Dancers can often be stereotyped as purely artistic, not academic. As a dance major, however, I have always cared a lot about academics and being an intelligent artist. This Engineering Dance project seemed like the perfect way to combine dance and academia, through research. Discussing potential ideas in a room with other dancers, bioengineers, and psychology students, made me see how perfect this project was for me. In fact, it was only after the project began that I remembered my essay for admittance to the Honors College at GMU was about the benefit that dance could bring to science. I am still unsure of what I will do post-graduation, but I feel that this project has further revealed my interest in science, specifically how it can be related to dance.
Our project assessed how dancers perform under different stressors, specifically under the observation of various authority figures. Using a motion capture system with point markers, we measured the range of height during a grand jeté (a big jump), the distance traveled during a circular walking pattern, and the angular velocity of a quick spin. We also recorded heart rate throughout participant activity and administered surveys that revealed presence of anxiety. Although we didn’t have enough participants to claim any statistical results, we found several trends that demonstrated that participants responded most strongly to the presence of a familiar, expert authority figure.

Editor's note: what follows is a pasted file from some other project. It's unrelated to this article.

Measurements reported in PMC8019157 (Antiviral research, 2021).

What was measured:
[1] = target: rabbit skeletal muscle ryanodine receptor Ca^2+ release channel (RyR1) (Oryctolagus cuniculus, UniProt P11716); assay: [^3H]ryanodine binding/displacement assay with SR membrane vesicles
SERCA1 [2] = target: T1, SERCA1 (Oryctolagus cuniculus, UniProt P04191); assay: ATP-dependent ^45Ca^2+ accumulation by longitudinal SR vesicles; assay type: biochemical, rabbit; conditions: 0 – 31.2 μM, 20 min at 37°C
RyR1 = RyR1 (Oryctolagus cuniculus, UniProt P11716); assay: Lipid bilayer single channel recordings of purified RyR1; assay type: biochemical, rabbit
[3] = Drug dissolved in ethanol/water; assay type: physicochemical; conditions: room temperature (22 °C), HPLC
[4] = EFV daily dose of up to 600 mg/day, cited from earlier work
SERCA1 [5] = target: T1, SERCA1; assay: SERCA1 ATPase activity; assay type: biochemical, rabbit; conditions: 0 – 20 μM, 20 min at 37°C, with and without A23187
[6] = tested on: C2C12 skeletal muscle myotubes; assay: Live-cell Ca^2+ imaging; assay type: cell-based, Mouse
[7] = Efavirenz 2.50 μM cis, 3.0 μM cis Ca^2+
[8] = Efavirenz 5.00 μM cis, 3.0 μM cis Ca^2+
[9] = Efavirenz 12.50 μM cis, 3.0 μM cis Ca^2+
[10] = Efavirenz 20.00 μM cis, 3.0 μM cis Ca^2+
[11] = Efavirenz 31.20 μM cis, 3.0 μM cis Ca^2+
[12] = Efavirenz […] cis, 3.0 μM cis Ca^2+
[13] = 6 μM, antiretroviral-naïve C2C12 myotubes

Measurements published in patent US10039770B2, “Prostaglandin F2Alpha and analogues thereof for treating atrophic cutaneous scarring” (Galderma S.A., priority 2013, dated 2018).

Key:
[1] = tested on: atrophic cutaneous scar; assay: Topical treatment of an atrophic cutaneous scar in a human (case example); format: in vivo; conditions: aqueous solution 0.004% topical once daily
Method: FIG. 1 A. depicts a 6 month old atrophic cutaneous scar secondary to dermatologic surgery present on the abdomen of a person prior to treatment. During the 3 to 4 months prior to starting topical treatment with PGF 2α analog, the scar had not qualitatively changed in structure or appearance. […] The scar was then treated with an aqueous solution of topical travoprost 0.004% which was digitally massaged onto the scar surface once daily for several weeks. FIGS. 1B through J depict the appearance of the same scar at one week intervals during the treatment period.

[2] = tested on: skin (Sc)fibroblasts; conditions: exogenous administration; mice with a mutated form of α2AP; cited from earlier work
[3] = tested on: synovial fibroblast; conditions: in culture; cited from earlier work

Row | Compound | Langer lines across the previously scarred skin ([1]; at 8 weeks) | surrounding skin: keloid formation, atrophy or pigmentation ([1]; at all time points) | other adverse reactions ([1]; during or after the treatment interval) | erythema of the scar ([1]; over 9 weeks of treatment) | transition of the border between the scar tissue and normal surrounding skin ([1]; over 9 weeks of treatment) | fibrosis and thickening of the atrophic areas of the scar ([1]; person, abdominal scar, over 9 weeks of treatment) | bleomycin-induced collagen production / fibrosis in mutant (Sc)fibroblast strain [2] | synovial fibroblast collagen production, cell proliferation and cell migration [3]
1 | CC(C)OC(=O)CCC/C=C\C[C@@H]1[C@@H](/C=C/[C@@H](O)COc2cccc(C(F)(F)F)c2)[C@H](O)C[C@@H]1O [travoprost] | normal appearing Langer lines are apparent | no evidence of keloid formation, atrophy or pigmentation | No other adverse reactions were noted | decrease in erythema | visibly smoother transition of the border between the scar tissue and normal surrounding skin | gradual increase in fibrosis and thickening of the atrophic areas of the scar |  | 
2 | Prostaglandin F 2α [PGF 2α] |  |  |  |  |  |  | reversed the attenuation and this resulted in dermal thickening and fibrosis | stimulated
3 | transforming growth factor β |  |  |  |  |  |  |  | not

I have always been someone who likes to work independently, as I generally have strong opinions and a specific way of accomplishing tasks. Having experienced difficulty with group projects over the years, I pretty much figured that working in a team this summer would be a challenge. However, this project taught me to successfully collaborate with a group, specifically in a team with members across three disciplines. I discovered that there can be several “right” ways to do things and that a conclusive decision can still be made in the face of many wonderful opinions. I have learned so much this summer and I am excited to see how this project might impact my future studies.